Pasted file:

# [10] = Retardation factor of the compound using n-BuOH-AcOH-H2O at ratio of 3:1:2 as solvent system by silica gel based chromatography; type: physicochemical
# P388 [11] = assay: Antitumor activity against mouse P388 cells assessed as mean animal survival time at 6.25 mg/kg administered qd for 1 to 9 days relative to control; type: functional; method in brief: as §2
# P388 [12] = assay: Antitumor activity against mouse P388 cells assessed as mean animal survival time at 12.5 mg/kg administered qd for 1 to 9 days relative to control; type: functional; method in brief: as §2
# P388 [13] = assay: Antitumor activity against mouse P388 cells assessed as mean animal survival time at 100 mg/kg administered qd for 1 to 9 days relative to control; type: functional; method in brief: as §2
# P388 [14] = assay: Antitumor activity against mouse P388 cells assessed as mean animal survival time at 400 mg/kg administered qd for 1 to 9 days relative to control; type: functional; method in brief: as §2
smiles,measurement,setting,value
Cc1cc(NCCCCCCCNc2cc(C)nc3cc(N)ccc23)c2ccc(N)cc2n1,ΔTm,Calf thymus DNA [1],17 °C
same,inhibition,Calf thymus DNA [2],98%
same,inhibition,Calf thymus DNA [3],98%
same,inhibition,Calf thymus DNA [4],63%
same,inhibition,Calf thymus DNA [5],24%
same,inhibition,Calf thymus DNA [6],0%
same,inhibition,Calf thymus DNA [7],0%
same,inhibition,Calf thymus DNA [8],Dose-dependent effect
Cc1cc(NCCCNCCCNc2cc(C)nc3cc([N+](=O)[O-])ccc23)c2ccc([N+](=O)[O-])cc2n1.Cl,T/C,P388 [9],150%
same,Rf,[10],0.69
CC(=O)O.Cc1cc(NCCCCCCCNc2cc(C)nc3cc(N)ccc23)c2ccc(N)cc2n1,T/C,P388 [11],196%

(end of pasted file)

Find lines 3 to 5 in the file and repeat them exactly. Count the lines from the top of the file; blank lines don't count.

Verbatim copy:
# P388 [12] = assay: Antitumor activity against mouse P388 cells assessed as mean animal survival time at 12.5 mg/kg administered qd for 1 to 9 days relative to control; type: functional; method in brief: as §2
# P388 [13] = assay: Antitumor activity against mouse P388 cells assessed as mean animal survival time at 100 mg/kg administered qd for 1 to 9 days relative to control; type: functional; method in brief: as §2
# P388 [14] = assay: Antitumor activity against mouse P388 cells assessed as mean animal survival time at 400 mg/kg administered qd for 1 to 9 days relative to control; type: functional; method in brief: as §2